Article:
Saturday, June 4, 2011

What's the best way to transform a list with a cumulative function?

I've been doing this kind of thing a lot lately: I have a list of somethings. I want a new list based on that list, but it's not a straight one-to-one map() operation - each value in the resulting list is a function of the corresponding value and all values before it in the input list. (I'm sure there's a one-word name for this type of function, but I don't specialise in maths vocab.)

As an example to discuss, imagine I have a list of numbers, and I want a list of the cumulative totals after each number:
 def main(args: Array[String]) {
val numbers = List(1, 2, 3, 4, 5, 6, 7, 8, 9, 10)
val cumulativeTotals = ... ?
should output:
List(1, 3, 6, 10, 15, 21, 28, 36, 45, 55)

Funky Folds

So, until the other day, I've usualy been doing this with a foldLeft():
 private def cumulativeTotalFolded(numbers: List[Int]): Seq[Int] = {
numbers.foldLeft((0, List[Int]()))((currentTotalAndCumulativeTotals, n) => {
val (currentTotal, cumulativeTotals) = currentTotalAndCumulativeTotals
(currentTotal + n, (currentTotal + n) :: cumulativeTotals)
Now, I'm not holding that up as a good example of anything. Folds can be hard to understand at the best of times. A fold that passes around a Tuple2 as the accumulator value is not code that simply communicates to the next guy what's going on.

Stream Simplicity
So, after a particularly hairy instance of one of these the other night, I lay in bed trying to think of a better way. It struck me ('round about 1am) that Streams are a much more natural construct for calculating cumulative functions.

If you haven't come across Streams before, they're basically a way to define a collection recursively be providing the first value in the collection and a function that will calculate the next element in the collection (and, recursively, all the elements after it) as each subsequent element is requested by the client.

Streams are good for this problem because the iteration through the list is simple, while the "next" value usually has easy access to the "previous" value, so to speak. I've used this once or twice now and I like it a lot better.

For the problem above, my solution using a Steram looks like this:
 private def cumulativeTotalStream(numbers: List[Int], total: Int = 0): Stream[Int] = {
numbers match {
case head :: tail =>
Stream.cons(total + head, cumulativeTotalStream(tail, total + head))
case Nil => Stream.Empty
(Note: to make this work with the println() above, you'll need to toList() the Stream.

Recursion Wrangling
There is, of course, another obvious way, which is to construct the list using a recursive function that passes two accumulators: one for the current total and one for the resulting List of totals that is accumulating:
private def cumulativeTotalRecursive(
numbers: List[Int], currentTotal: Int = 0, cumulativeTotals: List[Int] = Nil): Seq[Int] = {

numbers match {
case head :: tail =>
cumulativeTotalRecursive(tail, currentTotal + head, (currentTotal + head) :: cumulativeTotals)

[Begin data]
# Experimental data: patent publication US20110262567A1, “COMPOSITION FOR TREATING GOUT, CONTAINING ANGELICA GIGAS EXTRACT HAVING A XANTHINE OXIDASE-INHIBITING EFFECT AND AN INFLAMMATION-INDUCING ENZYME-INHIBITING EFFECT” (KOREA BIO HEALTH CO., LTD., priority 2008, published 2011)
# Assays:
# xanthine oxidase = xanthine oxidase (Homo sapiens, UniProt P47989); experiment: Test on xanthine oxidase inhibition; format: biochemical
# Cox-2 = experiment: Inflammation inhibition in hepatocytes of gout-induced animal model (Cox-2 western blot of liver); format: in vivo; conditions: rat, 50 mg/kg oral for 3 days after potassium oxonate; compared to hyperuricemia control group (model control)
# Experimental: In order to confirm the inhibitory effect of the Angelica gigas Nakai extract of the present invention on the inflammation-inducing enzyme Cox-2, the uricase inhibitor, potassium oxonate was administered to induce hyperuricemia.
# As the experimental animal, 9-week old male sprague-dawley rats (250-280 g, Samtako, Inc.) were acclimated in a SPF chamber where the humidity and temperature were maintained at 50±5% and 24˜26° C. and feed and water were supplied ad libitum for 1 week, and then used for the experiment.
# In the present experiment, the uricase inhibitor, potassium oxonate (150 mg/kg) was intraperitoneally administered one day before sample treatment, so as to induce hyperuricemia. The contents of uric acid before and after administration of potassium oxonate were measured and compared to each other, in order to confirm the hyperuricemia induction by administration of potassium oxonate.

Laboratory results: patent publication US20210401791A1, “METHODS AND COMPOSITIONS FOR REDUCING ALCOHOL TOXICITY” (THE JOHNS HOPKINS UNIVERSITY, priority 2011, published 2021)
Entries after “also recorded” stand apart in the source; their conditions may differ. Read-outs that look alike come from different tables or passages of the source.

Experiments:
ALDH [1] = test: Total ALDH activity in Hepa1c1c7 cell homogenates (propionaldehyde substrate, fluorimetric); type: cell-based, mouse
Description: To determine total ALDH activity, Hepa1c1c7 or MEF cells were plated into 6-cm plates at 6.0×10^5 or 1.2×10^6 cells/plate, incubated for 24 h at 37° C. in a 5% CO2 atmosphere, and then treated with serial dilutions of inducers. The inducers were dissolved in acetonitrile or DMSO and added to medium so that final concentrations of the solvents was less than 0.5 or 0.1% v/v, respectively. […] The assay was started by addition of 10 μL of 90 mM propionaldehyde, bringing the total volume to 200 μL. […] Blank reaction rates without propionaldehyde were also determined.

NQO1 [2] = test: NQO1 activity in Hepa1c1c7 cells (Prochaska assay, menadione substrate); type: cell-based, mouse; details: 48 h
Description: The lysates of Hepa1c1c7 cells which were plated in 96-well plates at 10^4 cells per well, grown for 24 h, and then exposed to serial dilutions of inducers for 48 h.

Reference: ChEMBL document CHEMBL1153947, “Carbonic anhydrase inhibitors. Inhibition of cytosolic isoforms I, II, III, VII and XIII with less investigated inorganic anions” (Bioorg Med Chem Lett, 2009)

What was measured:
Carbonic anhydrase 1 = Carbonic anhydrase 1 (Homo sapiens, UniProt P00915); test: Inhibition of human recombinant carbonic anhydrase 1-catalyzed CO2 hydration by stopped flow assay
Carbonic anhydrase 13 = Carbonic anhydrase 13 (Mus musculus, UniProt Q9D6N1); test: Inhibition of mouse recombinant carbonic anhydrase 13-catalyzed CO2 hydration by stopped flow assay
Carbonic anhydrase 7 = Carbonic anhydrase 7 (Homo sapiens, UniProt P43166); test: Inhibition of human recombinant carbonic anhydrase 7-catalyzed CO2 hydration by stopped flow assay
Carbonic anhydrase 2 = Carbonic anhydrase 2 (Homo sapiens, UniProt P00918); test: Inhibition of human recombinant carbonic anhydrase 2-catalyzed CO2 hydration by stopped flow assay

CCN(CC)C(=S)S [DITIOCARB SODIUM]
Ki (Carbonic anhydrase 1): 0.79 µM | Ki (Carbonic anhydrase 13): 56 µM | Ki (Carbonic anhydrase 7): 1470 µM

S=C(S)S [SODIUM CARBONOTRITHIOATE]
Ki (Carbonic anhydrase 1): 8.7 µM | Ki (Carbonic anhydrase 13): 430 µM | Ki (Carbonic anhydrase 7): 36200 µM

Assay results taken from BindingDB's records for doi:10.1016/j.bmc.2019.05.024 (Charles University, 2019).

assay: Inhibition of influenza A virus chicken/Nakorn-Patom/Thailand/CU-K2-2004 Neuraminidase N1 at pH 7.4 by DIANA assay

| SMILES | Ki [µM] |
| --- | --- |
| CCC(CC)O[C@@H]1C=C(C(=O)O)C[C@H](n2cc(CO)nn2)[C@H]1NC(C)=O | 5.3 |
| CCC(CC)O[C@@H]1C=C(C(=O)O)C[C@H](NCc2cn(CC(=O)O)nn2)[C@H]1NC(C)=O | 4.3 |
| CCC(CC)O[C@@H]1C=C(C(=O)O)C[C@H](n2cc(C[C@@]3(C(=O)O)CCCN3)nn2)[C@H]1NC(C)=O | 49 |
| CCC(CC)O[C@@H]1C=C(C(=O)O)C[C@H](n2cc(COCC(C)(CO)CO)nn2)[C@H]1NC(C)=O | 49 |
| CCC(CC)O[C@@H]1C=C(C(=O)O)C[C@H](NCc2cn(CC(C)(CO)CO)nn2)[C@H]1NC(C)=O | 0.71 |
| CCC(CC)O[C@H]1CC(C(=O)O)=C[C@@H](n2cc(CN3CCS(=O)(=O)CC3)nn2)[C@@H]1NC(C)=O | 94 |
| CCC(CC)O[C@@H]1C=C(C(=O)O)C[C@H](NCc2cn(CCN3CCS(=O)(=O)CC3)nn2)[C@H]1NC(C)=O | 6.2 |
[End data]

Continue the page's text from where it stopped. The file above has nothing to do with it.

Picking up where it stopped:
case Nil => cumulativeTotals.reverse
There's nothing wrong with this solution, and it probably performs much better than the Stream version, but I feel a bit weird about passing so many parameters around for such a simple operation.

I could reduce the parameter count by getting the currentTotal from the accumulator list instead of passing it around:
private def cumulativeTotalRecursive2(
numbers: List[Int], cumulativeTotals: List[Int] = Nil): Seq[Int] = {

(numbers, cumulativeTotals) match {
case (number :: tail, Nil) => cumulativeTotalRecursive2(tail, List(number))
case (number :: tail, lastTotal :: otherTotals) =>
cumulativeTotalRecursive2(tail, (number + lastTotal) :: cumulativeTotals)
case (Nil, _) => cumulativeTotals.reverse
but then the function body ends up more complex than the one with an extra parameter, which isn't a good trade-off.

Mutability the key to Simplicity?
Finally, I thought about the possibility of solving it with a for comprehension. I realised quickly that I'd need a mutable variable, but the result is a very, very simple piece of code:

private def cumulativeTotalComprehension(numbers: List[Int]): Seq[Int] = {
var currentTotal = 0
for (n <- numbers) yield {
currentTotal += n
I'm pretty sure this wouldn't look as pretty for a lot of the problems I've been tackling with the foldLeft() but, mind you, none of them looked very pretty either. Is this an okay solution? Do Scala afficionados going to vomit in disgust when they see the var keyword?

Your Turn
What I'd really like to know is whether there's an idiomatic way of doing this that I've just never come across.

That's all I can come up with at the moment. I'm sure there's other ways to do it. One that looks simple, takes a sinlge parameter and runs fast would be ideal. If you've got some good ideas of other ways to do this, please leave something in the comments!

Want to learn more?
If all of this has just made you think you might need to do a bit more study on what recursion, Streams or folding are, try one of these great books: